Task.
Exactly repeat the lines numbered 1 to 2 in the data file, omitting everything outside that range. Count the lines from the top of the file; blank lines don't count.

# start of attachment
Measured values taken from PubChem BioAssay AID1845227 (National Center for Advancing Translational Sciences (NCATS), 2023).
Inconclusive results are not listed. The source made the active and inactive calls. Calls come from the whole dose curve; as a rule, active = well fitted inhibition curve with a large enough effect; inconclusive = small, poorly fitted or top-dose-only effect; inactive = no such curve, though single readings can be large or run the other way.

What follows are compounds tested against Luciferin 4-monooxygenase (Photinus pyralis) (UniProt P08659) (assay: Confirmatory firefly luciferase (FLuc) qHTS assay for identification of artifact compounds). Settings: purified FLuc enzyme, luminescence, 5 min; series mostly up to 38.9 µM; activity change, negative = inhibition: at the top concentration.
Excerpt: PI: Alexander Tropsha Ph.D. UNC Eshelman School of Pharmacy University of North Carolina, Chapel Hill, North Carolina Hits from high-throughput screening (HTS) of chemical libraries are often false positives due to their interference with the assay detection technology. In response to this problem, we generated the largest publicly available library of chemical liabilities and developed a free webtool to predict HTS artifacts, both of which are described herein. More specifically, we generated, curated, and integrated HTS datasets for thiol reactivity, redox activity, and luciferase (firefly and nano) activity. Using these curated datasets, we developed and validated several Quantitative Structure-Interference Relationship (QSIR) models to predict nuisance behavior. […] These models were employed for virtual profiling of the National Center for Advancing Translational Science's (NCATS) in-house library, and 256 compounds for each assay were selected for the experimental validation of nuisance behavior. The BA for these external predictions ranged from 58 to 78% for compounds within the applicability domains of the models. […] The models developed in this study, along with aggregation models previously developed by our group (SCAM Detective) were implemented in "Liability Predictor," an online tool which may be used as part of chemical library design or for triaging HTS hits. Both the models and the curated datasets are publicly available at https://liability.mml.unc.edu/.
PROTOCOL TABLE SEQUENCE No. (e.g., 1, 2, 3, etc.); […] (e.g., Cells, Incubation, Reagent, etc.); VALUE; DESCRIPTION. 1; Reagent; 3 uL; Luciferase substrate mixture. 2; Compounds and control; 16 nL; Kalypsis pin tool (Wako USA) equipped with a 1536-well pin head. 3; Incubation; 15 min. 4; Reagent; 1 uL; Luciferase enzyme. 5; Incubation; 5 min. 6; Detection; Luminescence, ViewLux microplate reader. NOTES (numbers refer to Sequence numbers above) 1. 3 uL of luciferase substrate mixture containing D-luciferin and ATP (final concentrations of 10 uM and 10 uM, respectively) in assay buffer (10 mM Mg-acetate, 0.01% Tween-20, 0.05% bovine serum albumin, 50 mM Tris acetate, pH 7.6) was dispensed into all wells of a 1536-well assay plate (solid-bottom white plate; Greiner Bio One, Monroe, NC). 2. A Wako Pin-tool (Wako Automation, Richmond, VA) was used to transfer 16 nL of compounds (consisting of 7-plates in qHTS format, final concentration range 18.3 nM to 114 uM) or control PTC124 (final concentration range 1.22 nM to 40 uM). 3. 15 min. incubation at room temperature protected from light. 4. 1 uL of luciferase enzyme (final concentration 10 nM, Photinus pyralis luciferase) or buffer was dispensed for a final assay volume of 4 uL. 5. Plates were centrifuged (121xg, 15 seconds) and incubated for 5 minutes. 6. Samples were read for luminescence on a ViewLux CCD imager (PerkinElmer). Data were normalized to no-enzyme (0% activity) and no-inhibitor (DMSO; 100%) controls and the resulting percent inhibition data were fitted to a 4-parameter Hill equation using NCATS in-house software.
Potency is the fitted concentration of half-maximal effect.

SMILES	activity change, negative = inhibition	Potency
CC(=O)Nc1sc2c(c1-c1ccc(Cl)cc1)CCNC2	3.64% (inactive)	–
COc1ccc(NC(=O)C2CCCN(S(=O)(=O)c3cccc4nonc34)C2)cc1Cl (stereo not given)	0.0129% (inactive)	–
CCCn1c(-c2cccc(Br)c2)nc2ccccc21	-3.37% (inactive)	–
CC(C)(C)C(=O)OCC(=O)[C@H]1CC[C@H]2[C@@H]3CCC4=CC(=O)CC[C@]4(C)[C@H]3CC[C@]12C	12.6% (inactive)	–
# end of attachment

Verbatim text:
Measured values taken from PubChem BioAssay AID1845227 (National Center for Advancing Translational Sciences (NCATS), 2023).
Inconclusive results are not listed. The source made the active and inactive calls. Calls come from the whole dose curve; as a rule, active = well fitted inhibition curve with a large enough effect; inconclusive = small, poorly fitted or top-dose-only effect; inactive = no such curve, though single readings can be large or run the other way.